Thursday, 25 July 2013

Meet Teddy and his gang

Last Saturday hubby Graham and I headed off to the Llyn peninsular to collect the lambs at last. We had managed to buy a second-hand sheep trailer off Ebay as the trailers we could borrow were all huge double axle things and the lambs would have rattled around in it like peas in a pod! The weather eventually turned out nice and sunny making our early start sensible as the lambs would not be travelling during the hottest part of the day. It looked as if most people were holidaying at the coast as on the return journey the traffic going in the opposite direction was non-stop. I was very glad to be going the other way!

Teddy coming for  chat

I kept the lambs in the sheep pen for the first night and then let them out in to a small area so that they could get used to their new surroundings. The sheep I have already - now called Hubert's gang to differentiate the two groups - have now met the lambs and are not very impressed. There was a definite look of betrayal on Hubert's face and the old girls were horror struck with all these small things whizzing about and making all that noise. It was like an old folks group having the playgroup come to visit! They have now been in the same field for two days and so far there has been no problem as the two groups have taken up residence in the opposite corners of the field with Hubert's gang turning their backs quite firmly and resolutely on the youngsters who are quite happy nibbling away at the long grass.
The only lamb who loves fuss is Teddy - here he is looking for treats. Although he is one of the youngest in the group he is by far the largest and has a very lovely temperament too. The others are getting more used to me but can be very skittish at times and I'm hoping that Teddy's acceptance of me rubs off on them too. I haven't yet put the alpacas into the field as one of them does like to chase the sheep so I shall wait a bit longer before letting them in with the lambs.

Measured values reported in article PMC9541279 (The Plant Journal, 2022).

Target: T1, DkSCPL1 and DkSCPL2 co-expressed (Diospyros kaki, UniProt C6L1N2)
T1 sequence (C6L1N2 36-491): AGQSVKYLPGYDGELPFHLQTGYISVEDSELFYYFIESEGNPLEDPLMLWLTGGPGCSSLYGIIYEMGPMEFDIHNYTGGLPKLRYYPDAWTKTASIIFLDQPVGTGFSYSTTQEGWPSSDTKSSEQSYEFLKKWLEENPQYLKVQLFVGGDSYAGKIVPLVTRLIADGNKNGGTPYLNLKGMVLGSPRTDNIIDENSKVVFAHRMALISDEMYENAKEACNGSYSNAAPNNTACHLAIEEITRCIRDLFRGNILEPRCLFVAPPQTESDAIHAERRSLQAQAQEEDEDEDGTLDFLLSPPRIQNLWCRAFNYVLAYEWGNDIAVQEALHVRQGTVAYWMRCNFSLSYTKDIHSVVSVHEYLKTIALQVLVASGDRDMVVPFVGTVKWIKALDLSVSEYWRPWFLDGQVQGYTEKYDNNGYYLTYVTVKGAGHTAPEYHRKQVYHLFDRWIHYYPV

Any other business......... Dyeing has come to a temporary holt as I ran out of gas bottles for my portable stoves that I use. Now the weather has turned thundery I have moved the tables under the front porch and I am hoping to get back to dyeing soon. Also fleece washing is on hold as I need a full dry, sunny day to dry it.
I have almost spun up enough Portland fleece to start thinking about knitting with it and also thinking of my next spinning project - maybe some of the fleece I have been dyeing?
Gardening is also on hold as our soil is heavy clay and with all this sun it has now baked dry and is extremely hard. Earlier on this year I bought some lily bulbs which Mum potted up and they have now come into flower. We have moved them into the greenhouse in case the thundery rain spoils them. Each flower is HUGE!! The perfume is wonderful too.
I think this is called Anastasia

And I think this is Stargazer

Friday, 19 July 2013

My Birthday Trip to Cotswold Farm Park

Every birthday I like to do something special but the last couple of years I have been thwarted by the English summer. This year, however, my plans were not dashed as we had another incredibly sunny and hot day for our trip. My companions for the day were my mother, my sister and my niece and we set off on Tuesday morning for the Cotswold Farm Park which is situated halfway between Tewkesbury and Stow-on-the-Wold. I'm afraid this post is going to be very picture heavy today! Anyway these are some of the animals we saw.
Highland Cattle including Eric the bull at the back.

White Park Cattle
Lots of lovely donkeys.